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My Grandmother’s Dishes

Last night, I served salad and ice cream on my grandmother’s dishes. Now, you might be picturing an elegant china bowl etched with a gold rim. Nope, not these dishes.  These dishes are dark blue and plastic – plain as can be.  There isn’t a full set anymore, either.  I have one serving dish, three bowls, and four dessert plates.  There probably never was a complete set, and I’m sure some broke along this way – this plastic is old and pretty brittle. It doesn’t matter how many I have.  Each time I take them out, I remember my grandmother (grammy) and happy times.

You see, every summer, my grandparents packed up their trailer and took me on an adventure. On different trips, we traveled to Florida, Delaware, Cape Cod, and the Smokey Mountains.  Each place was filled with so much to see, yet, sitting at the table in the trailer drinking warm Carnation Instant Breakfast drink and eating cheesy eggs served on blue plastic plates is my most vivid memory.  There was something so comforting about sitting at her table. Maybe it was the way my grandmother stayed calm when chaos erupted.  Perhaps it was how she carried on a conversation as she cooked. Or was it that nothing was particularly fancy?  In every sense of the word, things were simple.  She wasn’t always planning for what would come next.  She wasn’t particularly worried about organizing things.  She enjoyed what she was doing moment to moment.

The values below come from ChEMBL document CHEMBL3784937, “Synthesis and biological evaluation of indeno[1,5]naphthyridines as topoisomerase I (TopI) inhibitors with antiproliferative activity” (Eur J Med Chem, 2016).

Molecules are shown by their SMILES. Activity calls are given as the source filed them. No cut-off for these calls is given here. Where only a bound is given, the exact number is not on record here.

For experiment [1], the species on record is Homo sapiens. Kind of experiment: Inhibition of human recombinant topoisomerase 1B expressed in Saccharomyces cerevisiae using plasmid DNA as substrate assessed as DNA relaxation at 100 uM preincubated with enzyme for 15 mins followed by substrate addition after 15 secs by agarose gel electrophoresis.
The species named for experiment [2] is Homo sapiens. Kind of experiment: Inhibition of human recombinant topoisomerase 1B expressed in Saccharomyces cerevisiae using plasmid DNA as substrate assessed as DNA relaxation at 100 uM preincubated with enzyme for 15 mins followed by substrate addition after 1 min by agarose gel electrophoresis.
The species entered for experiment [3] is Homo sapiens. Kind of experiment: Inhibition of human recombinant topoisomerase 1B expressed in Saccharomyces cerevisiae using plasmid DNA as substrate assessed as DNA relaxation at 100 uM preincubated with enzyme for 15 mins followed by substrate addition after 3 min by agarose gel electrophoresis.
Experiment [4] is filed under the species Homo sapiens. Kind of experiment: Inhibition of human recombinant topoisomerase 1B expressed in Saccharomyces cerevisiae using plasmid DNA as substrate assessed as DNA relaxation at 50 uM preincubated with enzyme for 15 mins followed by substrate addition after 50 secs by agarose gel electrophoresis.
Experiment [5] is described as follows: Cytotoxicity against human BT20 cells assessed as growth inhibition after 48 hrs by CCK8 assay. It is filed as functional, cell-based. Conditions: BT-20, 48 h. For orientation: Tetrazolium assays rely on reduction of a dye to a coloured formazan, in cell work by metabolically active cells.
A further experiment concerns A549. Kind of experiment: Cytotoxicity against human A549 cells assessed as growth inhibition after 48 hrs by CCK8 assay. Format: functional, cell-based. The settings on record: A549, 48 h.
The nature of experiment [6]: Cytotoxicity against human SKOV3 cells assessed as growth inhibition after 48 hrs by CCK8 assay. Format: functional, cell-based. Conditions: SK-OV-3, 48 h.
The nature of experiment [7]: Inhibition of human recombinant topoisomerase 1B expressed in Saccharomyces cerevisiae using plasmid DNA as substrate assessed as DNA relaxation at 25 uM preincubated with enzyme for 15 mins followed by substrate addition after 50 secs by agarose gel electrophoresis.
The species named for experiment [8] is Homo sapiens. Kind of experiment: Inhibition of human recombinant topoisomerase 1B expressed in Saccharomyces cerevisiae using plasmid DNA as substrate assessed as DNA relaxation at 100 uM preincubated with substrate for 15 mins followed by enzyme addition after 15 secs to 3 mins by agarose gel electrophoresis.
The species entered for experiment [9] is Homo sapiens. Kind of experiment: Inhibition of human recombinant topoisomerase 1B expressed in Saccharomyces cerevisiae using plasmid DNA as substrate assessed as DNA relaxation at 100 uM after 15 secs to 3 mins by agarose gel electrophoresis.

Fast forward, forty years. Now my husband and I are an adventure in our tiny trailer.  We are moving across the country without a detailed plan and eating our meals off my grandmother’s dishes. I’m sure we will see some gorgeous sites as we travel.  But what I hope to get better at is the art of keeping things simple.  When things are simple, you can listen with your whole self, unencumbered by the worries of what is to come.

I watched my grandmother live a “simple” life where everyone in her presence felt heard.  This is the stance I want to bring to the classroom.  It is a gift my grandmother gave me and a gift I hope to give myself and my future students. 

I big thanks to Mandy Robek for coming to the campground for an outdoor distance dinner served on blue plastic plates.

5 thoughts on “My Grandmother’s Dishes”

  1. What a lovely memory. The specific details add to the depth of the feeling. I like how from the memories of grandma you have found one of the guiding principles for your teaching.

  2. Your post brought me to tears. So beautiful and reminded me of my family. Precious memories and reminders. Thank you. I loved this – “I watched my grandmother live a “simple” life where everyone in her presence felt heard.”

  3. Such a sweet memory. My grandmother was the first baby-sitter I remember, and I still recognize her everyday dish pattern when I see it in other places. I love the way you describe her.

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